Author:Andrew Dawson (University of Melbourne)
Paper short abstract:
This ethnographic paper explores some of the contextually contingent forms that the cultural interventions to village life that displaced Bosnians make in their homecomings. The villages themselves are conceptualised as 'non-places' rendered as such by domicide and the contradictions of post-war policy.
Paper long abstract:
The legacy of the Dayton Peace Agreement that brought an end to war in Bosnia and Herzegovina has been contradictory, simultaneously providing incentives for displaced people to reclaim property but not to 'sustainably' return. Rather, return is often a dynamic and open-ended process that may extend over long periods of time and may involve mobility between multiple places (Richmond, 1996). Consequently, in many cases villages have developed 'non-place' qualities. Resembling the airport lounge, they are more akin to sites of traveling than sites of dwelling. They are characterized increasingly by a deterritorialization of the relationship between place, culture and identity. And, the emerging social and material forms of village life are significantly extra-locally defined, as newly implanted 'historic' local cultural references compete alongside an array, or in Auge's terms, an 'excess' of the symbols of international aid donors, alien religious architectures and rememberences of diasporic communities. This ethnographic paper explores the Bosnian village homecomings of displaced Bosnian villagers, both Bosniac and Serb, now residing in Australia. In particular, it argues that the forms that the cultural interventions they make in contemporary village life are contingent upon the contrasting social conditions of their displacement. In this case a comparison is drawn between welfare dependent people subjected significantly to Australia's program of multicultural immigration management, participants in 'Bosnian Virtual Villages' and a young Bosnian middle-class that valorizes the cosmoplitanizing dimensions of the refugee experience.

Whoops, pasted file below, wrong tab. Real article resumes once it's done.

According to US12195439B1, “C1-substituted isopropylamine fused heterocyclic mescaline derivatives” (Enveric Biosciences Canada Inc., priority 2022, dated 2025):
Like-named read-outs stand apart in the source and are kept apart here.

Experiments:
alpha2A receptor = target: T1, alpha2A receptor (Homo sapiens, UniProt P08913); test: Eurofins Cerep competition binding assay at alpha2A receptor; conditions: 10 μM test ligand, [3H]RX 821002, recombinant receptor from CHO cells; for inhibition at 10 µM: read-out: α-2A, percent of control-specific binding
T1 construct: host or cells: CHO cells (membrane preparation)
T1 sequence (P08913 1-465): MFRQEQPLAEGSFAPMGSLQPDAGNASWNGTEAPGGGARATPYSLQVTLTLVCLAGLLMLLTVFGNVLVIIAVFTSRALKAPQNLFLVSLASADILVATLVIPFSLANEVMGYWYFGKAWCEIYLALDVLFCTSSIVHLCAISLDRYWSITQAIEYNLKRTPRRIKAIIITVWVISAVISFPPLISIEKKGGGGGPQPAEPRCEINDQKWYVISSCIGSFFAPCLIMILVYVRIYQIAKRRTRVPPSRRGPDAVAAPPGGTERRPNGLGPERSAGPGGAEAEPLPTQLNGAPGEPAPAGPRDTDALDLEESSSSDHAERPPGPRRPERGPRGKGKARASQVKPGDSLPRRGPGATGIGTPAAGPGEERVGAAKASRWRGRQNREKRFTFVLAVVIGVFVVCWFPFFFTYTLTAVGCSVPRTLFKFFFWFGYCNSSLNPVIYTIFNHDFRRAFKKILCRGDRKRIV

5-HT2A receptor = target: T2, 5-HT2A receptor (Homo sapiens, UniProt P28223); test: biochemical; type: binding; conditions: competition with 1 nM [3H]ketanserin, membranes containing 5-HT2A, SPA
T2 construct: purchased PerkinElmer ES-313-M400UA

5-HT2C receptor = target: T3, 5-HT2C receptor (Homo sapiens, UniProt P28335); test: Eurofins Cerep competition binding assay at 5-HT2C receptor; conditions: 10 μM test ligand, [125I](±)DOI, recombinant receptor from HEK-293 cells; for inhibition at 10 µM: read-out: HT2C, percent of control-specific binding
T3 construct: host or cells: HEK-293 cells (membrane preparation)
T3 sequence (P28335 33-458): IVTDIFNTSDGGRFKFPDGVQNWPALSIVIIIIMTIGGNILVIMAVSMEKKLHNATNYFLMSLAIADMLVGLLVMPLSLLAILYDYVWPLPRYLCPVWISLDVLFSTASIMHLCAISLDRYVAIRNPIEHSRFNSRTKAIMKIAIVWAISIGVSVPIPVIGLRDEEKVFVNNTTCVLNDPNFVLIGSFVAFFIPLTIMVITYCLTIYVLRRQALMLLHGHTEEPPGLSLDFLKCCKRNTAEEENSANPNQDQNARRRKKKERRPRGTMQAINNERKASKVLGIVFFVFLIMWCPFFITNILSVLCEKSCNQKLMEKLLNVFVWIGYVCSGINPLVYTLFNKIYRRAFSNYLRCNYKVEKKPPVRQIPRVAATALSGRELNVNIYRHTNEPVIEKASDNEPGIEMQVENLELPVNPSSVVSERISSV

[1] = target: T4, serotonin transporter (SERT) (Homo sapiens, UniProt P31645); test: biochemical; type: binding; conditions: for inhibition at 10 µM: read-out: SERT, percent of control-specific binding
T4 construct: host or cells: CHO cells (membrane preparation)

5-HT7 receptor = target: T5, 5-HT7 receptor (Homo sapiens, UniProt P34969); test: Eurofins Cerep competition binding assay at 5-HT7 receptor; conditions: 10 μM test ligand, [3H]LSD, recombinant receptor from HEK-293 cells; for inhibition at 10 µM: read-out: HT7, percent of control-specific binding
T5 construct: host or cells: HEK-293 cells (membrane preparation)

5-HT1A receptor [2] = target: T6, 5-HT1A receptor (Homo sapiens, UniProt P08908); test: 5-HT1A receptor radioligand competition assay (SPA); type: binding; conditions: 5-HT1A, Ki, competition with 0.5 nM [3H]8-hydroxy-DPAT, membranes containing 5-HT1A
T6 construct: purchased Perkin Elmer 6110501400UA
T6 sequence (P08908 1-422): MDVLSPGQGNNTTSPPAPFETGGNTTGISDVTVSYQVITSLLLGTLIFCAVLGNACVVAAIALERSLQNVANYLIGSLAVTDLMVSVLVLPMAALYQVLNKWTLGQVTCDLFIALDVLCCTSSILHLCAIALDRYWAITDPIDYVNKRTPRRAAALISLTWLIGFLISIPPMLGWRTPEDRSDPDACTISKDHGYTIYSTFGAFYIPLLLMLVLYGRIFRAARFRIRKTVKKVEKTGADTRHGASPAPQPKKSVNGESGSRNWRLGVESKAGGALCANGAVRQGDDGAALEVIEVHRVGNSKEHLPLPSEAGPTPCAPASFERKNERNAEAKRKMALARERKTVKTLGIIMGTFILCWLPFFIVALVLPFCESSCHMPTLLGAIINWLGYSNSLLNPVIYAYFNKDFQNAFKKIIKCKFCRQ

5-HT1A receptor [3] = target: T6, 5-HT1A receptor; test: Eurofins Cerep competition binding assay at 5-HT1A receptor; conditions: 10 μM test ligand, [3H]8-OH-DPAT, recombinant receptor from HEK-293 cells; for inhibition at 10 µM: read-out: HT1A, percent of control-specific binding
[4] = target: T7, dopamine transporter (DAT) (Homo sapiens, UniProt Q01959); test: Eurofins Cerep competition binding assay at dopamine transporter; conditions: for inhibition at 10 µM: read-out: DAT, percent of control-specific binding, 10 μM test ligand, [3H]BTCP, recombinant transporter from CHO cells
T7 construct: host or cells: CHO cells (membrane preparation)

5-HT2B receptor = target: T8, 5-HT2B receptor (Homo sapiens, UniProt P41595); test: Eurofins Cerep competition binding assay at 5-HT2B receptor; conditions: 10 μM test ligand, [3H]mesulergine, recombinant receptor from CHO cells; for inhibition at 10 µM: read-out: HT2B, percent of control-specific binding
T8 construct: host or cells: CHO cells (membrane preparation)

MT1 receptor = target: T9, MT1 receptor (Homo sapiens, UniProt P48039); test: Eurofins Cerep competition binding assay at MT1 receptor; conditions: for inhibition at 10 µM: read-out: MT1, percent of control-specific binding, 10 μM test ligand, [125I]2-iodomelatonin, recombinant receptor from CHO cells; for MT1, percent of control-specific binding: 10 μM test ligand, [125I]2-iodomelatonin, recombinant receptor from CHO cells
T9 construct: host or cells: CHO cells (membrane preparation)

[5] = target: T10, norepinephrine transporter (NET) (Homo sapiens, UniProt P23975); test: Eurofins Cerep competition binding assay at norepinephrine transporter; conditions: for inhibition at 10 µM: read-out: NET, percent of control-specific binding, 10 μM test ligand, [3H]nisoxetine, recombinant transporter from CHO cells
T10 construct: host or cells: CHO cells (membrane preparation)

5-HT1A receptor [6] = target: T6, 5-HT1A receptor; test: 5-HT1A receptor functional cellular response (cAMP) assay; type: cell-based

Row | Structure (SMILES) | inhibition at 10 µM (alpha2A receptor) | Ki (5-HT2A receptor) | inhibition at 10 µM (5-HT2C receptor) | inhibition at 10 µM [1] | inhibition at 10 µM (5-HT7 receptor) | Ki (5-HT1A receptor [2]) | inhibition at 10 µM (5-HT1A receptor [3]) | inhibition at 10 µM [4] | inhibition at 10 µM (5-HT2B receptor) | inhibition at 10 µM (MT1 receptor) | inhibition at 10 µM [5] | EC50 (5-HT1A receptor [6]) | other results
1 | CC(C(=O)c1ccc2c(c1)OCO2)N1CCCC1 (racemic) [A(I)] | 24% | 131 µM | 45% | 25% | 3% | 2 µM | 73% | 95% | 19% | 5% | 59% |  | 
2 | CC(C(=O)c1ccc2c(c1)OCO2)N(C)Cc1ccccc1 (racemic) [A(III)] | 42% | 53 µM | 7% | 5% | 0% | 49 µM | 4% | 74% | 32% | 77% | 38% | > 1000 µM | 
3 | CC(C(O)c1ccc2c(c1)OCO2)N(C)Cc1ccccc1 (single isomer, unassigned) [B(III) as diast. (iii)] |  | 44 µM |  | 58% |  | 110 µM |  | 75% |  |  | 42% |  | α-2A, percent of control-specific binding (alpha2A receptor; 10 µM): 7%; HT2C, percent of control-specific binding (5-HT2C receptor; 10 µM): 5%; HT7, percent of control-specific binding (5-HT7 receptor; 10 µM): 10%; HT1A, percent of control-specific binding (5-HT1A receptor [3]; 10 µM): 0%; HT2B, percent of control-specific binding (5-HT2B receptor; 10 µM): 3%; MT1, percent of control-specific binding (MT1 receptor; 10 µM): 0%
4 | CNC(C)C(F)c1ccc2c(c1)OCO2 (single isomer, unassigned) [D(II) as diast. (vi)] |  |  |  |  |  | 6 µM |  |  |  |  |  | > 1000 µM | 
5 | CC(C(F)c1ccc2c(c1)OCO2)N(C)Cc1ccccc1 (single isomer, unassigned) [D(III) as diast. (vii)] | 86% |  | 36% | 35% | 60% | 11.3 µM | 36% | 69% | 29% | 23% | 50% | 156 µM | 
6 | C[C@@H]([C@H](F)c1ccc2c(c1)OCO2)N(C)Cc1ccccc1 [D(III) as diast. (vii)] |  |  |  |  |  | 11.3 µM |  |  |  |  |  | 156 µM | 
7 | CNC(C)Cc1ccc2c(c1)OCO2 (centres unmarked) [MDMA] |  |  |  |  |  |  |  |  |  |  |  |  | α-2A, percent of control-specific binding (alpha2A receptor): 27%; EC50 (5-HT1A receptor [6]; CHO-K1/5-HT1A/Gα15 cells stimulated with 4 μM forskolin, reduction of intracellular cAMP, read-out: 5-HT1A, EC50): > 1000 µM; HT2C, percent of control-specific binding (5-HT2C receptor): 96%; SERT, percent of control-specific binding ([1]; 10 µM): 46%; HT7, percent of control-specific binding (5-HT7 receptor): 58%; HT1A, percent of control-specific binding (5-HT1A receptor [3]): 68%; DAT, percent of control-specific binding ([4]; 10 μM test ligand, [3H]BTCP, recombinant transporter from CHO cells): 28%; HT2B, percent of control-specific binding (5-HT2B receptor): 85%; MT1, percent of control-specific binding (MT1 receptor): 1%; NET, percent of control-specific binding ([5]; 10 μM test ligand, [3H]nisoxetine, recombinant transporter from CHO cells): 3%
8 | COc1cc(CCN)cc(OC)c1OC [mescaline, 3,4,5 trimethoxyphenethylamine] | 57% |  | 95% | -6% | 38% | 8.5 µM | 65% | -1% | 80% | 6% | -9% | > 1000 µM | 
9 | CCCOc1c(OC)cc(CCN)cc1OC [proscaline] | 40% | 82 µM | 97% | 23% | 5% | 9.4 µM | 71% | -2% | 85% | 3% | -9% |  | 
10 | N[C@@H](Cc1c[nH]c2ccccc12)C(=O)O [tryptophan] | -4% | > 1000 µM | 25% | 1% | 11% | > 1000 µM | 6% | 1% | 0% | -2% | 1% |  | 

Homecomings in transnational age: visible projects, forged practices?